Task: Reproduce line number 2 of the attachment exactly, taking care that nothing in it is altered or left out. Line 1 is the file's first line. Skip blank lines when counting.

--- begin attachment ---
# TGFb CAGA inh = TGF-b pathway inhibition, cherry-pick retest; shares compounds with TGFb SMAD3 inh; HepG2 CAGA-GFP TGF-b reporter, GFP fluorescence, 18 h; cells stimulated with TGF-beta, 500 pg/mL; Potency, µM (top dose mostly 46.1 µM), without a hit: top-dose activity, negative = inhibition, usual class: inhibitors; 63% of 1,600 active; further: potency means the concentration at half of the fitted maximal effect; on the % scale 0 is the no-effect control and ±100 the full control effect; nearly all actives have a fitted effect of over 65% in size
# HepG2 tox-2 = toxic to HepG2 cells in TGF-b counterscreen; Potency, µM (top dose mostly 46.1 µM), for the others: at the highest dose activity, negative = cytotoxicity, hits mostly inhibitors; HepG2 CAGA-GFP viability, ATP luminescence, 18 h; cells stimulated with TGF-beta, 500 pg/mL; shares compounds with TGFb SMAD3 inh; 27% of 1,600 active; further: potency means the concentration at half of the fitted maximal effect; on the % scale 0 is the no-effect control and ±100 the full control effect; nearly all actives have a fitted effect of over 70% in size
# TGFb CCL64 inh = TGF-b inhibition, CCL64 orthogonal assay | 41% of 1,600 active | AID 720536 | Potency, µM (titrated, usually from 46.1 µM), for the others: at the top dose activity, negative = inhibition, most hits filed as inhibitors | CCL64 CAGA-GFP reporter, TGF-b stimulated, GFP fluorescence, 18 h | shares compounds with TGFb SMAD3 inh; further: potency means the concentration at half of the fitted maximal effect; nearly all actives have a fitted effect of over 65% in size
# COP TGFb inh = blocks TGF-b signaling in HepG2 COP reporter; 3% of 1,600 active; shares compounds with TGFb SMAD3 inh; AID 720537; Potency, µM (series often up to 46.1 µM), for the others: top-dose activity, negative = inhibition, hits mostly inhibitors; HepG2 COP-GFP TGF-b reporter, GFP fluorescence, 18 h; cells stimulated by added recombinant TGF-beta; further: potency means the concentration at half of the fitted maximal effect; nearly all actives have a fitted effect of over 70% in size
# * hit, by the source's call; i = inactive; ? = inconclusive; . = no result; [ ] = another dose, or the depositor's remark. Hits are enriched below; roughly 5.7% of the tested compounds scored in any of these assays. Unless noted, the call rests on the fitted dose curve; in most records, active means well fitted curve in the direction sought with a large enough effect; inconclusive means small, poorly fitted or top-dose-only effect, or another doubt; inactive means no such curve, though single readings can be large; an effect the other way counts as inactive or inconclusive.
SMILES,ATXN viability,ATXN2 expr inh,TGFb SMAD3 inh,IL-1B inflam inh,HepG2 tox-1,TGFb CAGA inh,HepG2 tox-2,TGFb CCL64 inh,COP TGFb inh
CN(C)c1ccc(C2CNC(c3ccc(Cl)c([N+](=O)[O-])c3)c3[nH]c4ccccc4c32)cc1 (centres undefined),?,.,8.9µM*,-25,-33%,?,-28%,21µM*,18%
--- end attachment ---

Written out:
# HepG2 tox-2 = toxic to HepG2 cells in TGF-b counterscreen; Potency, µM (top dose mostly 46.1 µM), for the others: at the highest dose activity, negative = cytotoxicity, hits mostly inhibitors; HepG2 CAGA-GFP viability, ATP luminescence, 18 h; cells stimulated with TGF-beta, 500 pg/mL; shares compounds with TGFb SMAD3 inh; 27% of 1,600 active; further: potency means the concentration at half of the fitted maximal effect; on the % scale 0 is the no-effect control and ±100 the full control effect; nearly all actives have a fitted effect of over 70% in size